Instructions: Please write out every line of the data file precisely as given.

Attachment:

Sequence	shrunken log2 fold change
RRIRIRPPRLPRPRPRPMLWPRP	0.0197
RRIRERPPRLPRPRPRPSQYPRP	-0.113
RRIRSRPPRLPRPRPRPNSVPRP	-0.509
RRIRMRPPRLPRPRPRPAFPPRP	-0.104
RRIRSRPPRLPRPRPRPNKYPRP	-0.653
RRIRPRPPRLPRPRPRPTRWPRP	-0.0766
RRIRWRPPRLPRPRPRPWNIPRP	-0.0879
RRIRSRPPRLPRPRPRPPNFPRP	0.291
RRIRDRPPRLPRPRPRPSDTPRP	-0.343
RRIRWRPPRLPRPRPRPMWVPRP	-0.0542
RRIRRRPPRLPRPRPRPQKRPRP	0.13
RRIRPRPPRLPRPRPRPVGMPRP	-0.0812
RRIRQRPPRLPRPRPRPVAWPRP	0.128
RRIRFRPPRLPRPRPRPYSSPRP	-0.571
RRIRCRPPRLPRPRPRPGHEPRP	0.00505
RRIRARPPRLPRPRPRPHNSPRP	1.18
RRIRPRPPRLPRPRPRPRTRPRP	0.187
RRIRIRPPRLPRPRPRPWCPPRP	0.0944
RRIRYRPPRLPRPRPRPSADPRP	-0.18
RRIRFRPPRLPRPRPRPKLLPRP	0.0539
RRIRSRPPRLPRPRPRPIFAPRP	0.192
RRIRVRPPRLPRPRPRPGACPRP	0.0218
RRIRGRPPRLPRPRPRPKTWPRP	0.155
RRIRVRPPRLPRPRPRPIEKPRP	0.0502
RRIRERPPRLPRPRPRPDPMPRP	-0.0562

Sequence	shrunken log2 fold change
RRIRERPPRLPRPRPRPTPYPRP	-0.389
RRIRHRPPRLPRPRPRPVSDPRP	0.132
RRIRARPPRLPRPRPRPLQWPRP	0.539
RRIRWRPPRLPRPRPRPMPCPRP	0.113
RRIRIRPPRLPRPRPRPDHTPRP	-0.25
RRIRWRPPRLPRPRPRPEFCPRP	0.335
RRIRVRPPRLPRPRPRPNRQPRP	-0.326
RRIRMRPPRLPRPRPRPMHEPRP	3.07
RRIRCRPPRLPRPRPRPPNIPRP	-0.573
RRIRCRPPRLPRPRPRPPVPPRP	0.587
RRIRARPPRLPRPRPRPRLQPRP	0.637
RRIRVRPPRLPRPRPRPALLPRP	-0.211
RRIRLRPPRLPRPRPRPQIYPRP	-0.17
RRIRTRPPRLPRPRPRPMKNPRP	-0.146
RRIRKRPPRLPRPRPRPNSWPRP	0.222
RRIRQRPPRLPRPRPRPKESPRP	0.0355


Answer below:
Sequence	shrunken log2 fold change
RRIRIRPPRLPRPRPRPMLWPRP	0.0197
RRIRERPPRLPRPRPRPSQYPRP	-0.113
RRIRSRPPRLPRPRPRPNSVPRP	-0.509
RRIRMRPPRLPRPRPRPAFPPRP	-0.104
RRIRSRPPRLPRPRPRPNKYPRP	-0.653
RRIRPRPPRLPRPRPRPTRWPRP	-0.0766
RRIRWRPPRLPRPRPRPWNIPRP	-0.0879
RRIRSRPPRLPRPRPRPPNFPRP	0.291
RRIRDRPPRLPRPRPRPSDTPRP	-0.343
RRIRWRPPRLPRPRPRPMWVPRP	-0.0542
RRIRRRPPRLPRPRPRPQKRPRP	0.13
RRIRPRPPRLPRPRPRPVGMPRP	-0.0812
RRIRQRPPRLPRPRPRPVAWPRP	0.128
RRIRFRPPRLPRPRPRPYSSPRP	-0.571
RRIRCRPPRLPRPRPRPGHEPRP	0.00505
RRIRARPPRLPRPRPRPHNSPRP	1.18
RRIRPRPPRLPRPRPRPRTRPRP	0.187
RRIRIRPPRLPRPRPRPWCPPRP	0.0944
RRIRYRPPRLPRPRPRPSADPRP	-0.18
RRIRFRPPRLPRPRPRPKLLPRP	0.0539
RRIRSRPPRLPRPRPRPIFAPRP	0.192
RRIRVRPPRLPRPRPRPGACPRP	0.0218
RRIRGRPPRLPRPRPRPKTWPRP	0.155
RRIRVRPPRLPRPRPRPIEKPRP	0.0502
RRIRERPPRLPRPRPRPDPMPRP	-0.0562

Sequence	shrunken log2 fold change
RRIRERPPRLPRPRPRPTPYPRP	-0.389
RRIRHRPPRLPRPRPRPVSDPRP	0.132
RRIRARPPRLPRPRPRPLQWPRP	0.539
RRIRWRPPRLPRPRPRPMPCPRP	0.113
RRIRIRPPRLPRPRPRPDHTPRP	-0.25
RRIRWRPPRLPRPRPRPEFCPRP	0.335
RRIRVRPPRLPRPRPRPNRQPRP	-0.326
RRIRMRPPRLPRPRPRPMHEPRP	3.07
RRIRCRPPRLPRPRPRPPNIPRP	-0.573
RRIRCRPPRLPRPRPRPPVPPRP	0.587
RRIRARPPRLPRPRPRPRLQPRP	0.637
RRIRVRPPRLPRPRPRPALLPRP	-0.211
RRIRLRPPRLPRPRPRPQIYPRP	-0.17
RRIRTRPPRLPRPRPRPMKNPRP	-0.146
RRIRKRPPRLPRPRPRPNSWPRP	0.222
RRIRQRPPRLPRPRPRPKESPRP	0.0355